Sounds pretty serious. So how big of a problem is this?

Apparently, it’s not a big problem at all. In California, former Governor Arnold Schwarzenegger enforced an executive order prohibiting casinos from accepting welfare benefits as payment. His order was in response to this LA Times expose on the unintended use of benefits.

Weighing Racial Inequality and Poverty

Yesterday the country celebrated Martin Luther King Day. While Dr. King is well known for his efforts to combat racial inequality, his focus on poverty is less known, largely on account of his untimely death.

Shortly before his assassination, Dr. King turned his attention to highlighting endemic causes of poverty beyond racism, such as persistent unemployment and low-paying jobs that failed to pay living wages. He also noted that more whites lived in poverty and received public benefits than any other racial group, a historical fact that is still true today.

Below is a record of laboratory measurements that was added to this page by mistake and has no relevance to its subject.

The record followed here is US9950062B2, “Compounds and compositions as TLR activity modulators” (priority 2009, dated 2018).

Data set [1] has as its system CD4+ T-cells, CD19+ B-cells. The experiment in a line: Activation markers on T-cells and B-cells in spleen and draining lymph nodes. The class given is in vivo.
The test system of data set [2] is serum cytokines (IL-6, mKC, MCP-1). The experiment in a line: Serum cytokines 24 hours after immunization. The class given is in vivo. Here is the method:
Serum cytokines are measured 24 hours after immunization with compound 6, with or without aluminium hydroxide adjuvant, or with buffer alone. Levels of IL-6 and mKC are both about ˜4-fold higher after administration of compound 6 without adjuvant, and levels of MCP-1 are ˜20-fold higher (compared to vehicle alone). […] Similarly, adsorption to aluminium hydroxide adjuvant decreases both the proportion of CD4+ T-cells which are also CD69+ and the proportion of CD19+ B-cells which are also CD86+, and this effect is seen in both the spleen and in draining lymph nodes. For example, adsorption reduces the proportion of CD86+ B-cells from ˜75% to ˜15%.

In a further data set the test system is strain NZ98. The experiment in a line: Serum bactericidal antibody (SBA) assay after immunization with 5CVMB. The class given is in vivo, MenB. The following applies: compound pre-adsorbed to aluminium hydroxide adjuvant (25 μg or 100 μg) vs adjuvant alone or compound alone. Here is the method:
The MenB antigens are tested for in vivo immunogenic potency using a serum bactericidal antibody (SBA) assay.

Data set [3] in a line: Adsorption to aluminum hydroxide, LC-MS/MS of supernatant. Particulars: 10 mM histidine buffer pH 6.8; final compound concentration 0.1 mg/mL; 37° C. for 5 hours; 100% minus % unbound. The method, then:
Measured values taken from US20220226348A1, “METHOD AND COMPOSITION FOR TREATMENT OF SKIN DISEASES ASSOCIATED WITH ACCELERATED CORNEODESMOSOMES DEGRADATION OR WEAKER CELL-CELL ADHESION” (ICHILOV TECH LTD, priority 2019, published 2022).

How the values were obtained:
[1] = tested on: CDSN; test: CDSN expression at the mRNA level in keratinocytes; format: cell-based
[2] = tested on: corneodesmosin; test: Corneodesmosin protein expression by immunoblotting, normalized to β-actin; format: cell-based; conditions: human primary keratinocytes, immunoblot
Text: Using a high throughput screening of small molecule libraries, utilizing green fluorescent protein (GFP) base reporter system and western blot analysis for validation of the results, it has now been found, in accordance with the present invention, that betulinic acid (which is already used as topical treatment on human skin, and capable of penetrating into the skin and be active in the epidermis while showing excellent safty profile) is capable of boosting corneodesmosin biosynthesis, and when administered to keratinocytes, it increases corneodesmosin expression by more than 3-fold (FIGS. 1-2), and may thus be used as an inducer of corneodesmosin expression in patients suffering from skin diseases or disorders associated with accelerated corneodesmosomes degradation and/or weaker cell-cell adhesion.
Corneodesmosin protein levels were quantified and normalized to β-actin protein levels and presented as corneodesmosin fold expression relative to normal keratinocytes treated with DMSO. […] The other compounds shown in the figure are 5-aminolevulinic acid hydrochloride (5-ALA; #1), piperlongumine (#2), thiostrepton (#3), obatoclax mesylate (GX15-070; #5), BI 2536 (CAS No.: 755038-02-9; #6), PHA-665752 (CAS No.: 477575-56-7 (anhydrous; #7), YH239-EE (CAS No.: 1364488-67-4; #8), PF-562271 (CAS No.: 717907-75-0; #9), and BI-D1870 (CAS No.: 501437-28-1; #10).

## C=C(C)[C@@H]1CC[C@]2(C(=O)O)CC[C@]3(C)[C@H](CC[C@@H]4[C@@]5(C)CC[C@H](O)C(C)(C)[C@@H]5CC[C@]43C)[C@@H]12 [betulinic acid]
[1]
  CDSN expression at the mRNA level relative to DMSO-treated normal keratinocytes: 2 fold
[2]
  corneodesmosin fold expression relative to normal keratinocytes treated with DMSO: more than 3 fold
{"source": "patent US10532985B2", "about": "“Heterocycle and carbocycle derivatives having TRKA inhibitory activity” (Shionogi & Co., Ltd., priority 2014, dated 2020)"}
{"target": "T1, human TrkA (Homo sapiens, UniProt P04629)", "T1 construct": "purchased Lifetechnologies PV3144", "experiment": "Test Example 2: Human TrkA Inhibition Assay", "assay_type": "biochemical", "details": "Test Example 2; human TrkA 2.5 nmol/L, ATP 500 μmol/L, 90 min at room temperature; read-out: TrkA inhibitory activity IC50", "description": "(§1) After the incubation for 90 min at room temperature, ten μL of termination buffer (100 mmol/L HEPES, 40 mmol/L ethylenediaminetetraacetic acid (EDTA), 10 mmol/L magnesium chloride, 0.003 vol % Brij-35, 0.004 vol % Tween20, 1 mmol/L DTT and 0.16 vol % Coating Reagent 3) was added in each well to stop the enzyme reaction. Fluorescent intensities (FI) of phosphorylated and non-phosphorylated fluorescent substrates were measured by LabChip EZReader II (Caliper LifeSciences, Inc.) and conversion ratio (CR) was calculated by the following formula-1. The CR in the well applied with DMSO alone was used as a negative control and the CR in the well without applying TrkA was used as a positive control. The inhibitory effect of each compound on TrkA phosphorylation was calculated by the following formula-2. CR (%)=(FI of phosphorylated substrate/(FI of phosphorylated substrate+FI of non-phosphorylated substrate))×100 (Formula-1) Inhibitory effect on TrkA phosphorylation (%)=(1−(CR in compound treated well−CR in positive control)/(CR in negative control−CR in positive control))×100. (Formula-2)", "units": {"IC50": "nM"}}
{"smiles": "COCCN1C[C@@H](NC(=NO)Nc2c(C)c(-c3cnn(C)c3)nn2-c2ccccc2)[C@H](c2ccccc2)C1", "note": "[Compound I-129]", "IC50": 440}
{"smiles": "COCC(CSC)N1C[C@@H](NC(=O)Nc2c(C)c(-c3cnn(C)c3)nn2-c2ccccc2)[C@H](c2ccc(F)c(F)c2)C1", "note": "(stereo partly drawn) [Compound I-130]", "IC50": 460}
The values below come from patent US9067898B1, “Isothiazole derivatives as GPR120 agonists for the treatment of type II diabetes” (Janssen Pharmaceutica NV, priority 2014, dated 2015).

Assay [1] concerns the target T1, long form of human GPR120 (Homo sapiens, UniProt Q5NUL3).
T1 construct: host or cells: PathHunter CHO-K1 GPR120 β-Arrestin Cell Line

Evidence that Blogging Does Matter

Posted Jan 3, 2012 | Comments Off on Evidence that Blogging Does Matter

Last Friday I wrote a post questioning whether blogging, particularly my own writing, has any value in the social sector. I received a lot of great comments and examples of blogging leading to actual social change. I’ll first share some of those comments and then further clarify my own thinking and evolving position on this topic.

Carey Fuller shared some of her blogging successes, writing “If it hadn’t been for blogging, I wouldn’t have been able to raise funds to put a homeless vet dying of pancreatic cancer into a motel or collect camping gear for homeless youth to survive through winter.”